Primarily for general aviation discussion, but other aviation topics are also welcome.
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#1694388
Qalupalik wrote:Josh, re https://forums.flyer.co.uk/viewtopic.php?p=1692163#p1692163 thanks for that picture of west Greenland. It reminds me of the many sunrises I've watched over the mountains by Itilleq when living in Sisimiut. Here is an annotated version.

Amerloq Fjord was visited during an expedition to re-establish contact with early Norse settlers by the English explorer James Hall or Jakob Hall as known to the Danes who financed him. He took some natives captive on a visit in 1605 and during a subsequent visit in July 1612, accompanied by William Baffin on an expedition to find the Northwest Passage, he was murdered by relatives of the kidnapped. There's now a rather unexciting rock named in Hall's honour just outside Sisimiut harbour. A few miles into that fjord is the abandoned cod fishing settlement of Assaqutaq. Some photos I took of it are here.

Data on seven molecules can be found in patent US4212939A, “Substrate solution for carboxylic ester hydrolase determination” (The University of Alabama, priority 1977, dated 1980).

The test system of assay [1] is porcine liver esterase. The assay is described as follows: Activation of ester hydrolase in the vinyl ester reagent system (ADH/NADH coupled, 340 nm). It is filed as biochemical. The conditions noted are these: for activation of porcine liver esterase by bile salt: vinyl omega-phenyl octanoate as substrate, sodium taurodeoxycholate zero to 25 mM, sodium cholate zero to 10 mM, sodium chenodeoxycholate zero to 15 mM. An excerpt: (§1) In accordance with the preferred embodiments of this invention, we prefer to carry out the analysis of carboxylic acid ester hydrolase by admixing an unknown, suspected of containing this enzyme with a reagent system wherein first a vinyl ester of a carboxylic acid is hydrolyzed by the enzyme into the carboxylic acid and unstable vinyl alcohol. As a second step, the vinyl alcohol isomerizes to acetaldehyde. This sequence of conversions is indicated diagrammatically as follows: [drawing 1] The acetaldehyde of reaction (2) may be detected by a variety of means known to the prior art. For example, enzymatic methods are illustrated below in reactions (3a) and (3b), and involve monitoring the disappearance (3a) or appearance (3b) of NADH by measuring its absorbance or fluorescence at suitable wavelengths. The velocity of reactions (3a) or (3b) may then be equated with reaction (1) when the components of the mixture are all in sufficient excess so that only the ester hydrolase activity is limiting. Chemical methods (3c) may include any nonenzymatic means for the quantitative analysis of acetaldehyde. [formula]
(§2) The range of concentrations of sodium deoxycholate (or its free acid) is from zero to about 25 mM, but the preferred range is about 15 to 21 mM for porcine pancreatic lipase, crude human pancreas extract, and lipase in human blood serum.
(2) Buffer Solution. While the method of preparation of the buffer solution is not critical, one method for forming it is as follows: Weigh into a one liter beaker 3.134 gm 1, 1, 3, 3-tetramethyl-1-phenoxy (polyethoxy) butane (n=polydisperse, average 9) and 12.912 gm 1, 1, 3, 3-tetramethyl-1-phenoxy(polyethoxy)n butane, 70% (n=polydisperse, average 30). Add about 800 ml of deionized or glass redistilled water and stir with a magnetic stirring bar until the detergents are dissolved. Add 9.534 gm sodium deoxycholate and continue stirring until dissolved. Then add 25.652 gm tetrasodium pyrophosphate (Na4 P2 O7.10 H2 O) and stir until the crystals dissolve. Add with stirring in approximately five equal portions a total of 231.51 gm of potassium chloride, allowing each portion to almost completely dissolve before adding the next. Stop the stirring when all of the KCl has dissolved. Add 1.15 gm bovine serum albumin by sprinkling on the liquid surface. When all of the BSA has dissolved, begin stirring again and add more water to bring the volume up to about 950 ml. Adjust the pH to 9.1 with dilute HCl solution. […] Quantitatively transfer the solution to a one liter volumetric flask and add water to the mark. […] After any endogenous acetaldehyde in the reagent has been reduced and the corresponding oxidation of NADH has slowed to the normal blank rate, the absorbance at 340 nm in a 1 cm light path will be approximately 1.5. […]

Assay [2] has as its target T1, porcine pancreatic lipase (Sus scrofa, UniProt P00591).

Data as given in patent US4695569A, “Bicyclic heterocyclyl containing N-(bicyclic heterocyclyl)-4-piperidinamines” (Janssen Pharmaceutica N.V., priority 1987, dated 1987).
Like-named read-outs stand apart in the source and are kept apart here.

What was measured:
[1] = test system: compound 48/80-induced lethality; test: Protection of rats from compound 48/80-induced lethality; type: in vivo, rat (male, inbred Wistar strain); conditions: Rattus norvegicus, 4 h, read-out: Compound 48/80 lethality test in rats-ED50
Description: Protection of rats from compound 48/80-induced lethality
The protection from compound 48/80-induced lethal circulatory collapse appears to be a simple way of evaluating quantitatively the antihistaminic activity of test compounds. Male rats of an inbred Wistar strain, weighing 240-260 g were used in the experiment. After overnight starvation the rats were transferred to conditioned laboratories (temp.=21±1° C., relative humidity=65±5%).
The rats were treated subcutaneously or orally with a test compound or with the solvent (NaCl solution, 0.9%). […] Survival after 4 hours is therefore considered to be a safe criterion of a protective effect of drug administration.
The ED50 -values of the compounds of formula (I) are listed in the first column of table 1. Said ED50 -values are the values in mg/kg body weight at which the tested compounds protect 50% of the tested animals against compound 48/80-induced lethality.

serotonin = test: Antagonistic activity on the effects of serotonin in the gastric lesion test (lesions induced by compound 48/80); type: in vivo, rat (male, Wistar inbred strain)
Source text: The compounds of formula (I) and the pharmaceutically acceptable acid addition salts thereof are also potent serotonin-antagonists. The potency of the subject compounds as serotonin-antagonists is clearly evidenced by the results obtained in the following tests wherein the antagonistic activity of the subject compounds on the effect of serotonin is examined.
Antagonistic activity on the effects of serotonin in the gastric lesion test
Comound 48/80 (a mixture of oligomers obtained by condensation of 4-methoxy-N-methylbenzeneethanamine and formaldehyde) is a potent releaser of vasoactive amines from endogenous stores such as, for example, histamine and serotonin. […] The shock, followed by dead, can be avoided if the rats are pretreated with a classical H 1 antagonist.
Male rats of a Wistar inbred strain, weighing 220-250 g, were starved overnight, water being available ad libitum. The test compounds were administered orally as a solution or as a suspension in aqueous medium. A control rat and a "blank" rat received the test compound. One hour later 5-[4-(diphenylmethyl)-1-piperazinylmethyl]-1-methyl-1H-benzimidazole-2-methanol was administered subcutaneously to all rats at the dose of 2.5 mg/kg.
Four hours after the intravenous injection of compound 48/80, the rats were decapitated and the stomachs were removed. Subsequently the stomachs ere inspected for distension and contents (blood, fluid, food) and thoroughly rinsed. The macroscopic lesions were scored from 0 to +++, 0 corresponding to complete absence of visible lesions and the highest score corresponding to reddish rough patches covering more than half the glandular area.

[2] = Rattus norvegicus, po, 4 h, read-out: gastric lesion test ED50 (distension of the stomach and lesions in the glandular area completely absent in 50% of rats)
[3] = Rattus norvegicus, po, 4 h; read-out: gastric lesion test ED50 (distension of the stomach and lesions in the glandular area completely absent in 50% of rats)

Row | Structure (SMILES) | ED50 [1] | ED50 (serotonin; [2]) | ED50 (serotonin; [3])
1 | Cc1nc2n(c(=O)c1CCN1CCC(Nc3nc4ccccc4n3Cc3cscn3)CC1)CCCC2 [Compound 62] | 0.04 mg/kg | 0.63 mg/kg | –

Some photographs looking towards your vantage point from Sisimiut are 1, 2, 3, and 4.


Thank you so much! Some magical photos of a place I’d love to visit from sea level.

Flying over Greenland in the clear is one of the great privileges of long haul flying, and to be connected with someone who can provide some local perspective is one of the joys of the internet :thumleft:
Miscellaneous liked this
#1694919
Day 7